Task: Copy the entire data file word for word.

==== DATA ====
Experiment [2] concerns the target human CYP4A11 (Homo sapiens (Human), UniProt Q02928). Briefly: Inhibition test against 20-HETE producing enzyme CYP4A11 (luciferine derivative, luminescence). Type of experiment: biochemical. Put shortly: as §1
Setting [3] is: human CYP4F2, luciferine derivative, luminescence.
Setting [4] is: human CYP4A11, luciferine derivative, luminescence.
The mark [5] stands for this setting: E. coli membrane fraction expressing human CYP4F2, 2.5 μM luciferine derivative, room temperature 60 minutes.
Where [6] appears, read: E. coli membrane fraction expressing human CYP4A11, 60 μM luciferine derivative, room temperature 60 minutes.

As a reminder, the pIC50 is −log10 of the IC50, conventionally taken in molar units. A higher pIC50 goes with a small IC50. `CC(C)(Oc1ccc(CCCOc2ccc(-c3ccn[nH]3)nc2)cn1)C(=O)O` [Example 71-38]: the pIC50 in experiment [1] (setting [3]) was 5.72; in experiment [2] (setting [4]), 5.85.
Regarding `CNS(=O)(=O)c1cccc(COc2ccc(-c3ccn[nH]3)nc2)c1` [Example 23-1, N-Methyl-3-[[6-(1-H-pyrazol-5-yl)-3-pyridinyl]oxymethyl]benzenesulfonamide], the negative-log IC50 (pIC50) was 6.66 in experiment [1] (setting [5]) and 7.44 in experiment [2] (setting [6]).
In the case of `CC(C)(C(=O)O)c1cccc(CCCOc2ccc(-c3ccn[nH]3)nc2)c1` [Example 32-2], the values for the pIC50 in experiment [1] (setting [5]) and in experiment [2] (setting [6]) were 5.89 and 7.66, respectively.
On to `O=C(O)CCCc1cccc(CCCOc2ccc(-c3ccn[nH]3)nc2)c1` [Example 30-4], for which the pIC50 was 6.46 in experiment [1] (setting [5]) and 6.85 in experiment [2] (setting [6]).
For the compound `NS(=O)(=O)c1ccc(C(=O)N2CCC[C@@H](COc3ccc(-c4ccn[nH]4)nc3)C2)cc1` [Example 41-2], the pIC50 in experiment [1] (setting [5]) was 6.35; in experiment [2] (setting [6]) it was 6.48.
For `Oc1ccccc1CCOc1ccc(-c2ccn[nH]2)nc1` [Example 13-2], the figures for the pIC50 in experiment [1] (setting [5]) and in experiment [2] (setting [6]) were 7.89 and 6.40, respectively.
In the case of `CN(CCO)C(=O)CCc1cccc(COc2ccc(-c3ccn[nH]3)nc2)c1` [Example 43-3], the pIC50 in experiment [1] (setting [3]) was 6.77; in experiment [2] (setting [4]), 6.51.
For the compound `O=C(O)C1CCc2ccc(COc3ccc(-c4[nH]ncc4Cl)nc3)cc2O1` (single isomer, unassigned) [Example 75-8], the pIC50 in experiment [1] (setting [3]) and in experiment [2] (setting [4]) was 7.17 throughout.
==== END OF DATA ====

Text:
Experiment [2] concerns the target human CYP4A11 (Homo sapiens (Human), UniProt Q02928). Briefly: Inhibition test against 20-HETE producing enzyme CYP4A11 (luciferine derivative, luminescence). Type of experiment: biochemical. Put shortly: as §1
Setting [3] is: human CYP4F2, luciferine derivative, luminescence.
Setting [4] is: human CYP4A11, luciferine derivative, luminescence.
The mark [5] stands for this setting: E. coli membrane fraction expressing human CYP4F2, 2.5 μM luciferine derivative, room temperature 60 minutes.
Where [6] appears, read: E. coli membrane fraction expressing human CYP4A11, 60 μM luciferine derivative, room temperature 60 minutes.

As a reminder, the pIC50 is −log10 of the IC50, conventionally taken in molar units. A higher pIC50 goes with a small IC50. `CC(C)(Oc1ccc(CCCOc2ccc(-c3ccn[nH]3)nc2)cn1)C(=O)O` [Example 71-38]: the pIC50 in experiment [1] (setting [3]) was 5.72; in experiment [2] (setting [4]), 5.85.
Regarding `CNS(=O)(=O)c1cccc(COc2ccc(-c3ccn[nH]3)nc2)c1` [Example 23-1, N-Methyl-3-[[6-(1-H-pyrazol-5-yl)-3-pyridinyl]oxymethyl]benzenesulfonamide], the negative-log IC50 (pIC50) was 6.66 in experiment [1] (setting [5]) and 7.44 in experiment [2] (setting [6]).
In the case of `CC(C)(C(=O)O)c1cccc(CCCOc2ccc(-c3ccn[nH]3)nc2)c1` [Example 32-2], the values for the pIC50 in experiment [1] (setting [5]) and in experiment [2] (setting [6]) were 5.89 and 7.66, respectively.
On to `O=C(O)CCCc1cccc(CCCOc2ccc(-c3ccn[nH]3)nc2)c1` [Example 30-4], for which the pIC50 was 6.46 in experiment [1] (setting [5]) and 6.85 in experiment [2] (setting [6]).
For the compound `NS(=O)(=O)c1ccc(C(=O)N2CCC[C@@H](COc3ccc(-c4ccn[nH]4)nc3)C2)cc1` [Example 41-2], the pIC50 in experiment [1] (setting [5]) was 6.35; in experiment [2] (setting [6]) it was 6.48.
For `Oc1ccccc1CCOc1ccc(-c2ccn[nH]2)nc1` [Example 13-2], the figures for the pIC50 in experiment [1] (setting [5]) and in experiment [2] (setting [6]) were 7.89 and 6.40, respectively.
In the case of `CN(CCO)C(=O)CCc1cccc(COc2ccc(-c3ccn[nH]3)nc2)c1` [Example 43-3], the pIC50 in experiment [1] (setting [3]) was 6.77; in experiment [2] (setting [4]), 6.51.
For the compound `O=C(O)C1CCc2ccc(COc3ccc(-c4[nH]ncc4Cl)nc3)cc2O1` (single isomer, unassigned) [Example 75-8], the pIC50 in experiment [1] (setting [3]) and in experiment [2] (setting [4]) was 7.17 throughout.